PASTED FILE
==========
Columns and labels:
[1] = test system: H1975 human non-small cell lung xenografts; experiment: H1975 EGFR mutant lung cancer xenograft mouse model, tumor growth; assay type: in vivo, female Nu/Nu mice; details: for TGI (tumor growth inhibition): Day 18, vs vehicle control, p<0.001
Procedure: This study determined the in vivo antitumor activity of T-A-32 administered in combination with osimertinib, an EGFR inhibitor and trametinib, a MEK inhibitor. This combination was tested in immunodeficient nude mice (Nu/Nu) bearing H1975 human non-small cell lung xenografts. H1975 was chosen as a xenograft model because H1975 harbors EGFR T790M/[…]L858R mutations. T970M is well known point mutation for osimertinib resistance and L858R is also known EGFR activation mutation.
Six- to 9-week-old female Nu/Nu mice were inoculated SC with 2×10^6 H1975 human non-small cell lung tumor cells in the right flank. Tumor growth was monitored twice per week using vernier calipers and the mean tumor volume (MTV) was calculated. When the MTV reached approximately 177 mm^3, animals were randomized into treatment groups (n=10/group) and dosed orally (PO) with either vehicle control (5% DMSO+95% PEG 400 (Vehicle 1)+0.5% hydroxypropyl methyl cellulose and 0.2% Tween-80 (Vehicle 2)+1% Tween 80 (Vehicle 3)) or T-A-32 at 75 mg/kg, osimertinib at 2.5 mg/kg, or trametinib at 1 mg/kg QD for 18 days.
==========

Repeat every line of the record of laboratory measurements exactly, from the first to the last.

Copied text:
Columns and labels:
[1] = test system: H1975 human non-small cell lung xenografts; experiment: H1975 EGFR mutant lung cancer xenograft mouse model, tumor growth; assay type: in vivo, female Nu/Nu mice; details: for TGI (tumor growth inhibition): Day 18, vs vehicle control, p<0.001
Procedure: This study determined the in vivo antitumor activity of T-A-32 administered in combination with osimertinib, an EGFR inhibitor and trametinib, a MEK inhibitor. This combination was tested in immunodeficient nude mice (Nu/Nu) bearing H1975 human non-small cell lung xenografts. H1975 was chosen as a xenograft model because H1975 harbors EGFR T790M/[…]L858R mutations. T970M is well known point mutation for osimertinib resistance and L858R is also known EGFR activation mutation.
Six- to 9-week-old female Nu/Nu mice were inoculated SC with 2×10^6 H1975 human non-small cell lung tumor cells in the right flank. Tumor growth was monitored twice per week using vernier calipers and the mean tumor volume (MTV) was calculated. When the MTV reached approximately 177 mm^3, animals were randomized into treatment groups (n=10/group) and dosed orally (PO) with either vehicle control (5% DMSO+95% PEG 400 (Vehicle 1)+0.5% hydroxypropyl methyl cellulose and 0.2% Tween-80 (Vehicle 2)+1% Tween 80 (Vehicle 3)) or T-A-32 at 75 mg/kg, osimertinib at 2.5 mg/kg, or trametinib at 1 mg/kg QD for 18 days.